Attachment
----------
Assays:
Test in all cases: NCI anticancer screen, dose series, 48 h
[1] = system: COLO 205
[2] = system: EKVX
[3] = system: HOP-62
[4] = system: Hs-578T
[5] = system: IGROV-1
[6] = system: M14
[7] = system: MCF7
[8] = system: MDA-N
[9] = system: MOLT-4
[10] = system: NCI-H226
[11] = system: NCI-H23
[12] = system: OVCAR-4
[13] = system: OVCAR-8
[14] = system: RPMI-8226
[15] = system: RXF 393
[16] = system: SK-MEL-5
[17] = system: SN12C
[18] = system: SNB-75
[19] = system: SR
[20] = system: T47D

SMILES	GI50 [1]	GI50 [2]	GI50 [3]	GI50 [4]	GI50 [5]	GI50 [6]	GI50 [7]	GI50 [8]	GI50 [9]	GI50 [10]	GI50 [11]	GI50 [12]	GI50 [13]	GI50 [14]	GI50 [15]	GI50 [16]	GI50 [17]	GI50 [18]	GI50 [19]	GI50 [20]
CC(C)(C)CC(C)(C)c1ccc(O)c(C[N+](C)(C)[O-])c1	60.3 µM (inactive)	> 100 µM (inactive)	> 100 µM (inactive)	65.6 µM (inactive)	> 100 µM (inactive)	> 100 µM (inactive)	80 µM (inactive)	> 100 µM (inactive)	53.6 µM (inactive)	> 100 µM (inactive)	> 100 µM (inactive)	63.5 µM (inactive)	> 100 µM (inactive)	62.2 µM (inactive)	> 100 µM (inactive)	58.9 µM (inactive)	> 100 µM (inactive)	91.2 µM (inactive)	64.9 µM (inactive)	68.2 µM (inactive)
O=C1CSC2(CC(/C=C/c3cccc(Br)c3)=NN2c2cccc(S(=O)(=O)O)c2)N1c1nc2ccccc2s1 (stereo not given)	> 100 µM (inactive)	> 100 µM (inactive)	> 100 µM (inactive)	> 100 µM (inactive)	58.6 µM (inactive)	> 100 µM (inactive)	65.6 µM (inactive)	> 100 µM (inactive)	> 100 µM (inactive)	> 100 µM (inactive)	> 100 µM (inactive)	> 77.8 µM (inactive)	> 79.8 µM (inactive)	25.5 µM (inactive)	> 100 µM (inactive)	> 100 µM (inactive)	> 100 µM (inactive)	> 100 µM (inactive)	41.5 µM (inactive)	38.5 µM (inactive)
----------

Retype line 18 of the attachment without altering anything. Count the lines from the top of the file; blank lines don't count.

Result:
[16] = system: SK-MEL-5